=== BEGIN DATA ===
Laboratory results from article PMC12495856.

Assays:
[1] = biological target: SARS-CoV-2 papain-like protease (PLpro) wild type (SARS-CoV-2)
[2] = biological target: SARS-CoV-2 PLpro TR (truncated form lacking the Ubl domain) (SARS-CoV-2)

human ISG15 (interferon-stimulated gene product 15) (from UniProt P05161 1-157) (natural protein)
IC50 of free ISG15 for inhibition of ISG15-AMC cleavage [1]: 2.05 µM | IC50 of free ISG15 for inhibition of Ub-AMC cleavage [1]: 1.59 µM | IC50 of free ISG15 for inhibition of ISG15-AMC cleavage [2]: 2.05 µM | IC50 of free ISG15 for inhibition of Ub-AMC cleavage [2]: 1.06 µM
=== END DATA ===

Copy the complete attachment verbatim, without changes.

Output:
Laboratory results from article PMC12495856.

Assays:
[1] = biological target: SARS-CoV-2 papain-like protease (PLpro) wild type (SARS-CoV-2)
[2] = biological target: SARS-CoV-2 PLpro TR (truncated form lacking the Ubl domain) (SARS-CoV-2)

human ISG15 (interferon-stimulated gene product 15) (from UniProt P05161 1-157) (natural protein)
IC50 of free ISG15 for inhibition of ISG15-AMC cleavage [1]: 2.05 µM | IC50 of free ISG15 for inhibition of Ub-AMC cleavage [1]: 1.59 µM | IC50 of free ISG15 for inhibition of ISG15-AMC cleavage [2]: 2.05 µM | IC50 of free ISG15 for inhibition of Ub-AMC cleavage [2]: 1.06 µM